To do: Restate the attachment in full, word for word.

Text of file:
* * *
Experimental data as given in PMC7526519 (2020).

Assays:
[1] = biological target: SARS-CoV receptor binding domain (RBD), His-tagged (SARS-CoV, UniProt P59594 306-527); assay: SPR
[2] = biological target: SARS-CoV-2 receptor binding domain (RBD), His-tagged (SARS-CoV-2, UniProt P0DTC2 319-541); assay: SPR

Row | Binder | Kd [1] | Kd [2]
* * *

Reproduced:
Experimental data as given in PMC7526519 (2020).

Assays:
[1] = biological target: SARS-CoV receptor binding domain (RBD), His-tagged (SARS-CoV, UniProt P59594 306-527); assay: SPR
[2] = biological target: SARS-CoV-2 receptor binding domain (RBD), His-tagged (SARS-CoV-2, UniProt P0DTC2 319-541); assay: SPR

Row | Binder | Kd [1] | Kd [2]